Sunday, April 12, 2009

The Facts

This ... is the city.
Jerusalem, Judea.
A lot of people live here. A lot of people die here. But nobody lives here, dies here, and then lives again here. Nobody.
I carry a badge. It’s my job to make sure the decent people in this town don’t get misled by a lot of religious fanatics. You know the type. Spreading rumours—rumours about people rising from the dead.
My name’s Saturday. My partner’s Bill Sunday.

Monday, April 7, 10:20 am. 
We were at headquarters, making our reports on a small-time hood named Barabbas. The captain walked up. “Okay, boys,” he barked. “We’ve got another one.”
“Resurrection rumour?” I said.
“Right,” he said. “The chief wants you to drop whatever you’re doing and look into it. He wants you to get—”
“The facts?” I said.
“Right.” He gave us the details. A rabbi had been killed the previous Friday.
“Murder, eh?” Sunday theorized.
The captain shook his head. “Execution. Criminal. Claimed to be a king. Now the body’s missing. Rumour is he’s alive again.”
“That’s a 512,” I said. “Theft and concealment of a body with intent to perpetuate a rumour about a resurrected rabbi.”
The captain nodded. “The chief wants you to go the whole nine furlongs on this one, boys. Rumours are flying, and he wants them stopped.”
“We’ll do our best, captain,” I promised.
“I know I can count on you, boys.” He paused. “That’s because you always get—”
“The facts?” I said.
“Right,” he said.

Monday, April 7, 11:03 am. 
Our first stop was the morgue.
“Good idea, Joe,” Sunday told me. “Looking for a body in the morgue, I mean. Reminds me of how I looked for a needle in a haystack when I was a kid. Got straw down my back. Itched like anything. Ever have that happen to you, Joe? You just itch and itch until you think you’re going to go—”
“Crazy?” I said.
“Right,” he said.
We stepped into the morgue. The coroner was working in the corner. He looked up.
“Hello, boys,” he greeted us. “You must be here about the Potter’s Field case.” He rolled out one of the big drawers. “Name was Iscariot. Hanged himself. What do you want with him?”
“We don’t,” I said. “We’re after a rabbi. Approximately age thirty-three. Died last Friday.”
He shook his head. “Nothing like that here, Joe. We had two thieves last Friday, but no rabbis. Sorry.”
“Guess the morgue is a dead end, Joe,” Sunday said after we left. “Where to now?”
“The tomb,” I said.
“Why, Joe?”
I looked at him. He looked at me.
“To get the facts,” I said.

Monday, April 7, 4:13 pm. 
We pulled up at a rich man’s tomb outside the city.
“These places give me the creeps, Joe,” Sunday said. “Just like funerals. My wife went to a funeral the other day. They had those little unleavened crackers with olives and mustard seeds and things on them. She hates green olives. You know the kind, Joe? They’re too—”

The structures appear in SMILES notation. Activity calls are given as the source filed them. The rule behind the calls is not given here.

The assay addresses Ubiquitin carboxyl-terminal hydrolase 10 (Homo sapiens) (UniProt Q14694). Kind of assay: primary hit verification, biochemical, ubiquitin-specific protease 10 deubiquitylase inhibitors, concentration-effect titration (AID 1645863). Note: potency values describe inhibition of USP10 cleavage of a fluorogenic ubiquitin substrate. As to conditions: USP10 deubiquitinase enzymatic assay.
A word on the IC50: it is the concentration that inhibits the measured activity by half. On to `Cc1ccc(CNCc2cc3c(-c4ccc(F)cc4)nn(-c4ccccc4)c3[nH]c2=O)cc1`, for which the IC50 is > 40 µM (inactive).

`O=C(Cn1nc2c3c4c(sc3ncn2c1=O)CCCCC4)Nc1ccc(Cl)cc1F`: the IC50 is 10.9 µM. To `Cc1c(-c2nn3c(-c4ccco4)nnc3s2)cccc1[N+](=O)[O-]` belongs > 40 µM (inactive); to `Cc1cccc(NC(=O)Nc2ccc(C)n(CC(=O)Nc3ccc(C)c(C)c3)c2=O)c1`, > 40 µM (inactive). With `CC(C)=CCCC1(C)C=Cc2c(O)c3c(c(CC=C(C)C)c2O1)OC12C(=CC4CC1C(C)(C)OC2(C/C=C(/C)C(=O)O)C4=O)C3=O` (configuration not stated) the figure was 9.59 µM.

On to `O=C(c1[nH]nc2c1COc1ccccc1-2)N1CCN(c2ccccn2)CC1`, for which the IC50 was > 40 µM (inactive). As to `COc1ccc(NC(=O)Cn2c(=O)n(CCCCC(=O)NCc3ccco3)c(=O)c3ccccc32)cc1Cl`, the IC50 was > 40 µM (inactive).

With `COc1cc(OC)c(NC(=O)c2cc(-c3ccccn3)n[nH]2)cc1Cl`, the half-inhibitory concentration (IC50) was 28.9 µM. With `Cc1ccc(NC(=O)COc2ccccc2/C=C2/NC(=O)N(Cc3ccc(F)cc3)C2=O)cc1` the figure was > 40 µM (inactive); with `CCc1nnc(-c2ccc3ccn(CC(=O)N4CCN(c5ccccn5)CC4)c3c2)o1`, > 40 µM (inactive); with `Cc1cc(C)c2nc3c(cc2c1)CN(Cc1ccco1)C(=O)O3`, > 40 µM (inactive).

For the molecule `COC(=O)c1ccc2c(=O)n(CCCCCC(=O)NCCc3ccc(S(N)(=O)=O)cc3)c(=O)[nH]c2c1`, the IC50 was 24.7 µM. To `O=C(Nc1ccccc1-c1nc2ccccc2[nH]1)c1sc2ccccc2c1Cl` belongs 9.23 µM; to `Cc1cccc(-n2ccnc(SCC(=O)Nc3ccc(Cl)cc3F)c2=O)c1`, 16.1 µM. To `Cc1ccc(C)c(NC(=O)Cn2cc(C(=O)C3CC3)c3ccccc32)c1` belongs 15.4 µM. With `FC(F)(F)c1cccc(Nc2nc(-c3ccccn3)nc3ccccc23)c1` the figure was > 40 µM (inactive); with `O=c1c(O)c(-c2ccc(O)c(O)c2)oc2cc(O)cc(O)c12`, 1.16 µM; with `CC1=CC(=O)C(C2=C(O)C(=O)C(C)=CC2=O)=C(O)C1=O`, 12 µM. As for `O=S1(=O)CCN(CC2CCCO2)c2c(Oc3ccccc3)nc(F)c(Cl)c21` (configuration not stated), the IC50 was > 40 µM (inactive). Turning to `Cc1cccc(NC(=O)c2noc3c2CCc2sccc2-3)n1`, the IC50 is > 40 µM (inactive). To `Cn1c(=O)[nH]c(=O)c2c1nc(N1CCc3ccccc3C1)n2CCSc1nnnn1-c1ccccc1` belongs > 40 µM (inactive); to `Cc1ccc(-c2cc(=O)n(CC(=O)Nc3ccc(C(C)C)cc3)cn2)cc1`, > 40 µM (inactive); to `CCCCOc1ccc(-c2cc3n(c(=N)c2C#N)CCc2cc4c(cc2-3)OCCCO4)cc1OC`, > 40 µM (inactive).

“Salty?” I said.
“Right,” he said. “And—”
“Halt!” said a voice behind us. “This tomb is off limits, by order of the governor!”
We turned around. There were two Roman soldiers—one tall, one short. We flashed our badges.
“Cops!” gasped the tall one.
“Remember what we practiced,” the short one whispered. Their eyes shifted back and forth. “Uh—we don’t know what happened,” the tall one whined. “We were guarding the tomb. It was all sealed and everything. Then we fell asleep.”
“Right,” the short one broke in. “There was definitely not a man in a shining robe who appeared and scared us so much that we fainted.”
“Yeah,” said the tall one. “The rabbi’s disciples came while we were asleep and stole the body.”
“Right,” the short one agreed. “We know that because—because we were asleep at the time.”
“And nobody bribed us to say that or anything,” the tall one added.
“Makes sense to me, Joe,” Sunday said.
“How do you two know this rabbi was dead in the first place?” I asked.
“Oh, he was dead all right,” the tall one answered. “I checked him myself, right after the execution.”
“So he couldn’t have come back to life,” said the short one. “We know, because we were there.”
“Sleeping,” added the tall one.
“Well, Joe,” Sunday said, “there it is. The rabbi’s disciples stole the body. Guess that wraps it up, eh?”
“Not quite,” I told him. “We’re still missing one thing.”
“What’s that, Joe?”
“Proof,” I said.

Thursday, April 10, 2:14 pm. 
We ran down a lead in Emmaus. Two suspects had been seen proceeding down the road—right after the rabbi’s body had been stolen.
“You think they took the body, Joe?” Sunday asked.
“Could be,” I said. “They’re religious fanatics. Watch your step.”
We walked up to the door. When I knocked, a teenager answered. He smiled as we flashed our badges.
“Come in,” he invited. We did.
“Were you on the road to Emmaus the other day, son?” I questioned.